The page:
Crudely put, Product categories offer lots of choices of similar things delivering similar benefits. Food that brings nourishment, fragrance that promises romance, cold drinks that will refresh. So it’s no wonder that visual clichés develop that signify these core promises.
Let’s consider the refreshment of a cold drink. From Coke to every beer on earth this has been heralded by the use of ‘spritzing’ – the addition of cold water droplets in photography, or (odd when one stops to think about this) drawn onto the cardboard packaging. Onto this we see brand emblems as metaphors – the ice-cold mountain of Coors, or the contrasting sea and sun references in Sol or Corona. Then there is the semiotically appropriate choice of a lively and light colour palate, with plenty of vignettes and visual zest.
The limitation of this approach is that one is unlikely to win a ‘visually refreshing’ arms race with a silver box featuring a glistening ice mountain. So what is the creative alternative?
In advertising it tends to be about a unique journey with refreshment as its reward – think of those hard working peasants in the Stella Artois advertising of the 80s and 90s, which tipped a hat to the trials of Jean de Florette carrying water down from his mountain spring. And perhaps the most famous film about a beer ever, Ice Cold in Alex, where a group of soldiers doggedly cross a desert with the promise of a nice cold one at journeys end.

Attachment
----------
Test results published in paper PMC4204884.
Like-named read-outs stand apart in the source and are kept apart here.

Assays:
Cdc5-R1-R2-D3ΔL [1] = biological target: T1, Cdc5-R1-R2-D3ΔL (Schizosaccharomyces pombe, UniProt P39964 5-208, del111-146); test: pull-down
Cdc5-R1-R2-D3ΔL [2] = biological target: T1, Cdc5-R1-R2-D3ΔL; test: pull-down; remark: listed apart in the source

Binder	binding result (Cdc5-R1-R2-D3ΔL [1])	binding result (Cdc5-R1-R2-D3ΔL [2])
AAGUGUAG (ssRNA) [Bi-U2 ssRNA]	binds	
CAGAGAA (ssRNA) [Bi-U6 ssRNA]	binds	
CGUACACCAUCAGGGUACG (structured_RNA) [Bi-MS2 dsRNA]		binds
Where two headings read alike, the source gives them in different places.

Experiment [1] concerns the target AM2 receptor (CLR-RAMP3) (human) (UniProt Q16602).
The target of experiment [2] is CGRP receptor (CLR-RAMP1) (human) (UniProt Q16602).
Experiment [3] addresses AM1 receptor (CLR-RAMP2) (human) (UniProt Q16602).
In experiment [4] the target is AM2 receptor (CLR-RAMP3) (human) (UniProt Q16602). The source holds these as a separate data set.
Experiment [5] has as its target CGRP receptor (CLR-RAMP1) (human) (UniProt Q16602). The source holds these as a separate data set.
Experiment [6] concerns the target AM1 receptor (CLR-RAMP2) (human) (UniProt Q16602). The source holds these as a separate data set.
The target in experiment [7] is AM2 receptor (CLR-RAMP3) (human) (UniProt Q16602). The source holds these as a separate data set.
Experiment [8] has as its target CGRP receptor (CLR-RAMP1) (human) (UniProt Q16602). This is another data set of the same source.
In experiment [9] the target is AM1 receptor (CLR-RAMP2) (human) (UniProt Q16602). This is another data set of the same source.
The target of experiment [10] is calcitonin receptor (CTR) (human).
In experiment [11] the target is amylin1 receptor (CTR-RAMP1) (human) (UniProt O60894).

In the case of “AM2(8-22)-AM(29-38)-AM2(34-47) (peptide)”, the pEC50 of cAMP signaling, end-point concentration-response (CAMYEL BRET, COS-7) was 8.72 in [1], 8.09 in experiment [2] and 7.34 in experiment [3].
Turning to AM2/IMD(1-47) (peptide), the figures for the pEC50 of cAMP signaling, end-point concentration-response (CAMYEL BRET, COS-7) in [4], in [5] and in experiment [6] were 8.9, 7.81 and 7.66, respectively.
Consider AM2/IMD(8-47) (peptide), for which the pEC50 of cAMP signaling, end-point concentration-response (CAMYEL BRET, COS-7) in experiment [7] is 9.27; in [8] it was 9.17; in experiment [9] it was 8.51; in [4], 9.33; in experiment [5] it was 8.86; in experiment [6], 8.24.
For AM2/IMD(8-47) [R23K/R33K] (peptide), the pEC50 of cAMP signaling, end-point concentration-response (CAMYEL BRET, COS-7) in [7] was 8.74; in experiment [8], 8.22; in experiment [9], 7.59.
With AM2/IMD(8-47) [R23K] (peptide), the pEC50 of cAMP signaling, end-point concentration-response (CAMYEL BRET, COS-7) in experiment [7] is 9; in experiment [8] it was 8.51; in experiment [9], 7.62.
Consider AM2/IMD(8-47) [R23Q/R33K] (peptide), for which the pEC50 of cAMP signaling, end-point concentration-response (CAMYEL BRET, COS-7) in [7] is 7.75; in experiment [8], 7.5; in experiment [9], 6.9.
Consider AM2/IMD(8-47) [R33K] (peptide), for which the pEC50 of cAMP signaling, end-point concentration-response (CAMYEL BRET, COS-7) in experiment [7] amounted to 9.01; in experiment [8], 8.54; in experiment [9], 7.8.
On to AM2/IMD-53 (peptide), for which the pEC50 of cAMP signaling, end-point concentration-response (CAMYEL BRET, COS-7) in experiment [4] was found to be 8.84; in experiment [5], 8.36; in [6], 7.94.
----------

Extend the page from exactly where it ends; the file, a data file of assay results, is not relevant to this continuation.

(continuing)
But the really refreshing solutions approach the topic more obliquely – it’s no accident that ‘Heineken refreshes the parts other beers can’t reach’ stood out. It used surreal metaphor in place of literal minded clichés. Or Orangina, with its orange peel sun visually fizzing in a Côte d’Azur sky. Or Coke, which has made its ‘dynamic ribbon’ synonymous with quenching thirst and sharing joy. And interesting that this is the brand who has led the charge towards graphical simplicity, and away from graphically fussy spritzing.
I guess the point is that originality is one of the most refreshing things on earth. Sure, we can all use the right colours and stylistic gambits to suggest a category generic value. But only the really smart brands invert this relationship, to present a world of their own creation, rather than one that is shared by all.